How To: Maximize Your Earnings
In this article: Maximizing your retirement earnings is all about increasing your earning potential, not just in terms of your salary, but also in experiences and education.
Published Aug. 11, 2020
Reading Time: 4 minutes.
Retirement planning advice tends to be based on the principle of “spend less, save more.” However, in the early stages of preparing for retirement, it is hard to think about saving for it. Your income might not be enough and retirement itself might feel light-years away. Still, you might be thinking, “how can I maximize my retirement earnings?” Maximizing your earning potential is the first phase in planning for retirement. It’s all about increasing your income so you can maximize your retirement earnings for the future.
Why Focus On Your Earnings Instead of Your Retirement Savings?
According to the 2020 Retirement Confidence Survey, less than half of Americans have thought about how much monthly income they will need in retirement. With 37% saying their overall cost estimates turned out to be low, financial planning for retirement is essential. Planning for retirement will ensure you have a steady retirement income that will enable you to enjoy your retirement instead of worrying you might go broke. Maximizing retirement income will set you up for success in the future. It is about “earning more to save more.”
Earn More to Save More
Traditional advice of spending less to save more is not useful in this first phase of preparation for retirement. You might not have any earnings leftover to save or you might have debt. Early on, saving at least 15% of your income for retirement might just not be possible. At least not yet. As Michael Kitces puts it “there really isn’t much of any spending to cut in order to spend less.”
So for this first phase, it is about earning more to save or save more. Earning not just in terms of your salary, but also in experiences and education. Research shows that people with a master’s degree or doctorate can earn a much higher starting salary than those with only a bachelor’s degree. College grads are also more likely to be employed than mid-career high school grads, according to the Georgetown University Center on Education and the Workforce.
Be aware of how much you are investing in these increased earnings. If you take out a loan to pay for school, you will have a debt to pay. In the US, two-thirds of college students took on debt in 2018. What you have to think about and evaluate is if your degree will pay for itself. Having a well-thought-out spending plan will ensure you pay off your debt while maximizing your retirement income. You will be able to save at a higher rate in the future by increasing your lifetime earning potential.
How To Maximize Retirement Earnings
There are many routes to take in order to increase your income. You could start a side business, look for a more highly-compensated job, or ask for a raise. If you have marketable skills, freelancing in your free time is an option. Similarly, you could work part-time on the weekend. It is all about making opportunities for maximizing your retirement income. Driving income from various sources can help ensure you have enough to start saving.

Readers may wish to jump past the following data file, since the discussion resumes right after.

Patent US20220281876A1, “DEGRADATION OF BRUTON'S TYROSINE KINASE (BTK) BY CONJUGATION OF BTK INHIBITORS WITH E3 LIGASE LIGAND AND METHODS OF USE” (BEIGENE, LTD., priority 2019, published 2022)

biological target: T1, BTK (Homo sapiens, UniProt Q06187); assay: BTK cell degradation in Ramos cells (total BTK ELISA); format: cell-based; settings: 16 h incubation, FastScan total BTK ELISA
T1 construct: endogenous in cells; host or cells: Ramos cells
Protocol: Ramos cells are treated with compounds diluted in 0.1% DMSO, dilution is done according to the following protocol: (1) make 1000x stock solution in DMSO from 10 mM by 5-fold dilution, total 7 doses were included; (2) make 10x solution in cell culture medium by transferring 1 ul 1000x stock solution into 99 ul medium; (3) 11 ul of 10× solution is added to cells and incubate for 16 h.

Take Advantage of Compounding
The compounding effect is an example of how the earning phase of retirement savings begin to pay off. The compounding effect refers to generating earnings from previous earnings or investments. The more money you earn early on, the more it will impact your future savings. Increasing your earnings over time will ensure a smooth ride for you on your retirement savings journey.
Keep in mind that increasing your earnings does not mean you should spend more. Earning more but also spending more negatively affects your ability to maximize your retirement savings. A recent Morningstar report shows that most Americans are not saving enough for retirement. Morningstar cites this frequent occurrence because of the tendency to raise your living standards as you earn more, or “lifestyle creep”.
Spending more money means that you will need more during retirement, in order to keep up with your lifestyle. The FIRE (Financial Independence Retire Early) movement is characterized by people who increase their earnings while keeping an average lifestyle. This type of movement is the antithesis to lifestyle creep, focusing on saving as much as possible prior to retirement.
The First Step in Long-Term Retirement Planning: Maximize Your Earnings
The first phase in your preparation for retirement is maximizing your earned income without massively increasing your spending. It is about increasing your earnings so you can increase your savings long-term. Having a clear retirement saving strategy will ensure that your money is allocated wisely, throughout your retirement journey. Working with a fiduciary financial advisor ensures your retirement plan is always centered on your unique situation and goals.
In this series, we’ll dive deeper into each of these phases and how they relate to your unique retirement planning journey. To identify which phase suits you best at this point in your life, as well as to learn actionable frameworks and strategies, download your free copy of our latest cost-free guide, The Road to Retirement.
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Real financial planning should pay off today, not in 10 years' time.